INSIDE THE DOT
South Dakota Department of Transportation
Using Admixtures with Dacotah Cement
Dan Johnston, SDDOT
1/1/1900 - 1/1/1900
SDDOT often gets requests from contractors and concrete suppliers to use high-range water-reducers (HRWR) and set retarding admixtures in concrete mixes. When these admixtures have been tried in the past, experience has shown that an unexpected and untimely loss of workability can result. These results have been experienced with retarders in the laboratory and in the field. As a result of these experiences the department has been reluctant to approve the use of these admixtures. A reliable set retarder would be desirable during hot weather, long hauls, or when it would be advantageous to delay the time of initial set (i.e. long bridge deck pours). It would also be desirable to be able to use a reliable HRWR when a high slump low water/cement ratio or high early strength is desired, such as for fast track concrete, drilled shafts, pier walls, box culverts, or for any concrete to be placed in forms with tight rebar spacing. If the factors responsible for the unreliable performance of these admixtures could be determined, then guidelines could be established for their use to produce quality concrete that consistently has the desired properties.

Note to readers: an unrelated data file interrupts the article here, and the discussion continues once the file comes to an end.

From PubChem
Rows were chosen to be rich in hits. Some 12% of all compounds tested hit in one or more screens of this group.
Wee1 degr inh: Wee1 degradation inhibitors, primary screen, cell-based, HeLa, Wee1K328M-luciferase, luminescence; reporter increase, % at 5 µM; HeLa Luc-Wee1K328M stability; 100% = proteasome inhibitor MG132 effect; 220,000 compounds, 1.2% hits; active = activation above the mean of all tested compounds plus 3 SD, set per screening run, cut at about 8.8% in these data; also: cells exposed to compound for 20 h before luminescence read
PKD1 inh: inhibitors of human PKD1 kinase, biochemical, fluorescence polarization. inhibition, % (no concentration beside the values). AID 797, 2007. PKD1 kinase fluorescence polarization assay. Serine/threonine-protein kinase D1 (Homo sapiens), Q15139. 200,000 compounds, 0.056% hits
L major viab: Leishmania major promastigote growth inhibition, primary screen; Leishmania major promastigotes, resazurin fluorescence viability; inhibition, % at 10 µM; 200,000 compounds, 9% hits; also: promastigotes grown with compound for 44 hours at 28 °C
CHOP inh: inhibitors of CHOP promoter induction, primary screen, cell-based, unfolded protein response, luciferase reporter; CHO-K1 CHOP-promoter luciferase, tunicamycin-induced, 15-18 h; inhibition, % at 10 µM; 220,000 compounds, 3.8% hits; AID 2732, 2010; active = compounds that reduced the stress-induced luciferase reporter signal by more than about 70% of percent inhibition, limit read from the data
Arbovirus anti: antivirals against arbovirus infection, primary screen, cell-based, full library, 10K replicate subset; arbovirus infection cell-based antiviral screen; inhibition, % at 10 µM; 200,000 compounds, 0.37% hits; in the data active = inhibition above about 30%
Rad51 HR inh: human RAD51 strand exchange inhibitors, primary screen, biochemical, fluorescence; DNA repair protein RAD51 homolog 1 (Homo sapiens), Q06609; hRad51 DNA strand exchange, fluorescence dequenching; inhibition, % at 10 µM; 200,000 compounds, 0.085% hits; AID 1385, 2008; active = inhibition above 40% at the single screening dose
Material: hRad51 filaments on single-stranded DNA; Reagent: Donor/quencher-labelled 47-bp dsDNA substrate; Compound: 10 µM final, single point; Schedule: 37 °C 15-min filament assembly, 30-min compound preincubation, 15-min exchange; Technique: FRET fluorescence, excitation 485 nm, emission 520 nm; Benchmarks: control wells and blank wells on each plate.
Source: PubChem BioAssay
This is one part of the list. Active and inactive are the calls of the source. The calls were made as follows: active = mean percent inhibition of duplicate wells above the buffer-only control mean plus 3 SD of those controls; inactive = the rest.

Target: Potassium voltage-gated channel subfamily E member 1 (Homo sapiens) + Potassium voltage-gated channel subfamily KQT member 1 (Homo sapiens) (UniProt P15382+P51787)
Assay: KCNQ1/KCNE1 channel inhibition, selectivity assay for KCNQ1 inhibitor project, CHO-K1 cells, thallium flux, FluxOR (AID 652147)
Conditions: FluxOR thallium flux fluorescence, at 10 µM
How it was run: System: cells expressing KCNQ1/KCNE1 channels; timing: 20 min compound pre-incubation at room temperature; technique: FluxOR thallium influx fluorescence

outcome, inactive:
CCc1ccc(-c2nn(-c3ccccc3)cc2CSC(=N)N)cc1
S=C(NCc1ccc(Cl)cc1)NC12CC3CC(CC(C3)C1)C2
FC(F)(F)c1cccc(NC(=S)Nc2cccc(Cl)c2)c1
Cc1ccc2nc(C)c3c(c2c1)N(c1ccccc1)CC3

1 Determine the behavior of HRWR and set retarders with typical SDDOT concrete mix designs.
2 Attempt to duplicate loss of workability problems and identify causative factors.
3 Develop written guidelines for design and field personnel to ensure reliable use of HRWR and set retarders. These guidelines could include mixing instructions, concrete testing, and cautions against improper use, etc.
1 Review relevant literature and SDDOT's past experience with HRWR and set retarders.
2 Laboratory tests: Using different brands of cement (although primarily Dakotah) and different brands of admixtures, test typical SDDOT concrete mixes and note if any mixing problems were encountered. The dosage of the admixture should be varied according to manufacturer's recommendations. Each brand of cement should have samples manufactured at different times. The concrete mixes should be tested over a range of 75 to 90 degrees Fahrenheit.
3 Identify factors responsible for premature stiffening and poor workability and necessary for reliable use of acceptable admixtures.
4 Field tests: Demonstrate the satisfactory use of the proposed admixtures, using field tests on either actual projects or test pours. All field tests need the consent of the Department.
5 Write a manual, for design and field use, outlining the proper use, minimum mixing time, testing, continuous agitation, etc. of the proposed admixtures.
6 Submit a final report describing the research methodology, findings, conclusions, and recommendations.
7 Present findings and conclusions to SDDOT Research Review Board upon completion of the project.
Copyright © 2013 State of South Dakota. All Rights Reserved.